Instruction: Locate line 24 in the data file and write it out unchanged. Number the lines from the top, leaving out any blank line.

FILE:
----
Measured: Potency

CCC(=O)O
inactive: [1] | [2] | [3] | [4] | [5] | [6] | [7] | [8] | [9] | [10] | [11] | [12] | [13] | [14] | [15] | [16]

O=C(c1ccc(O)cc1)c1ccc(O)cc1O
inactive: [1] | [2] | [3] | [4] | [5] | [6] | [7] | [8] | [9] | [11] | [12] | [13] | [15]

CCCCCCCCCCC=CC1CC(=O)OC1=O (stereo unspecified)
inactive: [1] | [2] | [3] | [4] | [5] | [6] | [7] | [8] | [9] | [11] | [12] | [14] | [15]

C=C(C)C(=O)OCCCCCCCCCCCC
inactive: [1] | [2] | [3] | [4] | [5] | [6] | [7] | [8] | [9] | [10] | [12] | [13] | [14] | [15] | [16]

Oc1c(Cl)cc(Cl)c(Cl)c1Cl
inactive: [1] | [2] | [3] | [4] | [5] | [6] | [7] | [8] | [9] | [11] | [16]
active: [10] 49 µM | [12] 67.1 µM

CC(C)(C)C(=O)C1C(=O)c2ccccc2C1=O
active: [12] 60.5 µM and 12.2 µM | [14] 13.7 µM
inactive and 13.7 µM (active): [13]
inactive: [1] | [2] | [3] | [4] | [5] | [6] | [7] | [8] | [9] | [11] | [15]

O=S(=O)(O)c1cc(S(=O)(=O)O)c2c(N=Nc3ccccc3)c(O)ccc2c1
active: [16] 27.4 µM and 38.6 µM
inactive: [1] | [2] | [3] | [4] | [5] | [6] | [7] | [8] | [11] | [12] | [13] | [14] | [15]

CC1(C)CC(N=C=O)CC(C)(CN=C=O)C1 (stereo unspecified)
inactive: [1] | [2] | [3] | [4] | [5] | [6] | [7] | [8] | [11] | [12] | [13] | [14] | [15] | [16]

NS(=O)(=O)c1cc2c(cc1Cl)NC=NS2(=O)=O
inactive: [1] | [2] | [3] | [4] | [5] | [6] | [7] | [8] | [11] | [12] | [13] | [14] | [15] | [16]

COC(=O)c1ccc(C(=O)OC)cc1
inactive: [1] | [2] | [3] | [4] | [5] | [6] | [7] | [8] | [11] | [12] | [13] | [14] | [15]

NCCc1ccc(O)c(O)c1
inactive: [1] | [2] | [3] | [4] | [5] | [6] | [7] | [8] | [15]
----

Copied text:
COC(=O)c1ccc(C(=O)OC)cc1